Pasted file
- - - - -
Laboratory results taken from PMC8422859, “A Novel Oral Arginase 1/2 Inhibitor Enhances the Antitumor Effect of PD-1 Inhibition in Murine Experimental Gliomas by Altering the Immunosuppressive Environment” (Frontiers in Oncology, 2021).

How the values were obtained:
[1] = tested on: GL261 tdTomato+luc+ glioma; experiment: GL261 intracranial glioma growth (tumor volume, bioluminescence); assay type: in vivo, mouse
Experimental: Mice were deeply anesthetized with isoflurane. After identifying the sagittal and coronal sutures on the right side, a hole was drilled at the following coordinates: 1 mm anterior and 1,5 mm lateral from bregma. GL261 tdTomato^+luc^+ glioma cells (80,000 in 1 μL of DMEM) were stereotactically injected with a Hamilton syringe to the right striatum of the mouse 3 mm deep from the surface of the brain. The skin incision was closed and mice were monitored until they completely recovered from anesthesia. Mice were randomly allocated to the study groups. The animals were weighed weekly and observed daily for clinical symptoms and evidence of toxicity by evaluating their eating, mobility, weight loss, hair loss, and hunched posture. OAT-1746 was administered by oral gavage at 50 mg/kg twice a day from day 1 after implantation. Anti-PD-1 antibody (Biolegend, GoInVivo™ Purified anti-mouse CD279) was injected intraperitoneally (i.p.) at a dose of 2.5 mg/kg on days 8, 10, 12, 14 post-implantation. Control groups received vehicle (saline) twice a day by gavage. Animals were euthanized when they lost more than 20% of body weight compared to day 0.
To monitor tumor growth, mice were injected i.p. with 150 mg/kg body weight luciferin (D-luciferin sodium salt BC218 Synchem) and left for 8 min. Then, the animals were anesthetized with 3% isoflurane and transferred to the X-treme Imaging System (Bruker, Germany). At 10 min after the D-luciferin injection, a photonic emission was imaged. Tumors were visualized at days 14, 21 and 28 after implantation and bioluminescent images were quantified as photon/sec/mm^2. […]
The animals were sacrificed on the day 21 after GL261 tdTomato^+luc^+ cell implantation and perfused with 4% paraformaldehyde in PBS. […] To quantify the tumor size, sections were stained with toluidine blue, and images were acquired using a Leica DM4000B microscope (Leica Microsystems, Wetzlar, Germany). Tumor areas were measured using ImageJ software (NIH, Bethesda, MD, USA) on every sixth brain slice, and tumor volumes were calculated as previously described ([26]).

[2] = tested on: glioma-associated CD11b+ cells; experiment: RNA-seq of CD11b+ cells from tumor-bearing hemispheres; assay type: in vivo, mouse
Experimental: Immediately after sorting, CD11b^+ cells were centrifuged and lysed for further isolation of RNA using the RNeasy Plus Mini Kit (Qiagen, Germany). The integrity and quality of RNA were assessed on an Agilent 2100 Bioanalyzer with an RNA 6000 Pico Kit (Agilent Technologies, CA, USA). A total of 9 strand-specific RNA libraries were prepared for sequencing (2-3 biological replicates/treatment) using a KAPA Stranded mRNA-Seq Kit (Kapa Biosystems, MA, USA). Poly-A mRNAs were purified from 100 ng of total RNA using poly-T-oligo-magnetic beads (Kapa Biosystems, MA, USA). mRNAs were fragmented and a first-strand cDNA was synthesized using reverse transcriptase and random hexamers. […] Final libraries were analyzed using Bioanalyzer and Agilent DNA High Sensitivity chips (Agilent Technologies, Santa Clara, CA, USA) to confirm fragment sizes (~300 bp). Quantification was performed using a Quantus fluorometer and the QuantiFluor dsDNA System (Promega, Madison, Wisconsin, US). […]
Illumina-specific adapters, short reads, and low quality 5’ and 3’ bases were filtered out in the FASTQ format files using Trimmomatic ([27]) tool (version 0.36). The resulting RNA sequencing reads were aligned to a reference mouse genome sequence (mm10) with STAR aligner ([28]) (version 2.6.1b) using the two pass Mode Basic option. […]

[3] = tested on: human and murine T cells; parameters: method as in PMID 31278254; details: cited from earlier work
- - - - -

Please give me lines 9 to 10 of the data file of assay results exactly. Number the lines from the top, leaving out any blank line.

Illumina-specific adapters, short reads, and low quality 5’ and 3’ bases were filtered out in the FASTQ format files using Trimmomatic ([27]) tool (version 0.36). The resulting RNA sequencing reads were aligned to a reference mouse genome sequence (mm10) with STAR aligner ([28]) (version 2.6.1b) using the two pass Mode Basic option. […]

[3] = tested on: human and murine T cells; parameters: method as in PMID 31278254; details: cited from earlier work